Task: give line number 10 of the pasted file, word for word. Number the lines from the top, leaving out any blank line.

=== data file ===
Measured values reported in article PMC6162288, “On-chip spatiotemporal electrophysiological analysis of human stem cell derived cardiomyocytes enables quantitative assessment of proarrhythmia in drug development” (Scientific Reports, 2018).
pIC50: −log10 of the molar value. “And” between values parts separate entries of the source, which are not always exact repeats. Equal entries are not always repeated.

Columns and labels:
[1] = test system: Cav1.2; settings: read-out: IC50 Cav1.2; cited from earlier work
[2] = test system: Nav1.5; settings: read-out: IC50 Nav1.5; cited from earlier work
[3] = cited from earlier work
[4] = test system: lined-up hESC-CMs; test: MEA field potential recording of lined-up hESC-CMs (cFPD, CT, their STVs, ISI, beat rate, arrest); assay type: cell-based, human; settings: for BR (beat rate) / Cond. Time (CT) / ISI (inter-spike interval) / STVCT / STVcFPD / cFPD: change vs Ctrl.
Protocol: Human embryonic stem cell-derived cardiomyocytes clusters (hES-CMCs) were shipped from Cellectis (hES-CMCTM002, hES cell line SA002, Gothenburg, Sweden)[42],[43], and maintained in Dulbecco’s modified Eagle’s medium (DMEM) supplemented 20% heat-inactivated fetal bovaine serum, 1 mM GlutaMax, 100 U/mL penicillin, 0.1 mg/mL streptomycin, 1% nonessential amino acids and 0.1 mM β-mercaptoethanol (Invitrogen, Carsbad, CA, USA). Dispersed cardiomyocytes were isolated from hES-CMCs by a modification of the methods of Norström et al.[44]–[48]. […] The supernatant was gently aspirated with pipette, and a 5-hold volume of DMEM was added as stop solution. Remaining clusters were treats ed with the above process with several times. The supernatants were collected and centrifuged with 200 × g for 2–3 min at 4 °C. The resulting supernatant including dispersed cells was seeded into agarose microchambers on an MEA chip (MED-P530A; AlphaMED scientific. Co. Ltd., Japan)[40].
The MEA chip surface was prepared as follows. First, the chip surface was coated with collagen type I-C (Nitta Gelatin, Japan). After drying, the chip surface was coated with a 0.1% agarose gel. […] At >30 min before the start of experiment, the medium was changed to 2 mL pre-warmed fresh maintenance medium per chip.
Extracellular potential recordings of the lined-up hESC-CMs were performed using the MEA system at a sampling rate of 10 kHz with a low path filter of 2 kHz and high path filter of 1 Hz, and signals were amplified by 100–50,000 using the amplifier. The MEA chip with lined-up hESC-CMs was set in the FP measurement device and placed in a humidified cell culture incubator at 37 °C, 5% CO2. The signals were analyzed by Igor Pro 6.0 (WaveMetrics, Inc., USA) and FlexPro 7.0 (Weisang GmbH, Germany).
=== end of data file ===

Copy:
Extracellular potential recordings of the lined-up hESC-CMs were performed using the MEA system at a sampling rate of 10 kHz with a low path filter of 2 kHz and high path filter of 1 Hz, and signals were amplified by 100–50,000 using the amplifier. The MEA chip with lined-up hESC-CMs was set in the FP measurement device and placed in a humidified cell culture incubator at 37 °C, 5% CO2. The signals were analyzed by Igor Pro 6.0 (WaveMetrics, Inc., USA) and FlexPro 7.0 (Weisang GmbH, Germany).